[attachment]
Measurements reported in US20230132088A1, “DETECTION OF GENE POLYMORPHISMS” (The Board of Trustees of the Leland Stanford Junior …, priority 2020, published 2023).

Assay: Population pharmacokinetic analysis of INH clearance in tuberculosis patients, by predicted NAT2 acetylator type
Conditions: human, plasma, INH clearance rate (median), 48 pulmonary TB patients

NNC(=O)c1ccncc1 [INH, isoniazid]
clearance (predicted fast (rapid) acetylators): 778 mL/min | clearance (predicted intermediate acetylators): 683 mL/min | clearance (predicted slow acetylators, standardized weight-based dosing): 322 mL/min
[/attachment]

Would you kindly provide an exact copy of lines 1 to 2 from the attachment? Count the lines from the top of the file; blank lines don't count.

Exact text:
Measurements reported in US20230132088A1, “DETECTION OF GENE POLYMORPHISMS” (The Board of Trustees of the Leland Stanford Junior …, priority 2020, published 2023).

Assay: Population pharmacokinetic analysis of INH clearance in tuberculosis patients, by predicted NAT2 acetylator type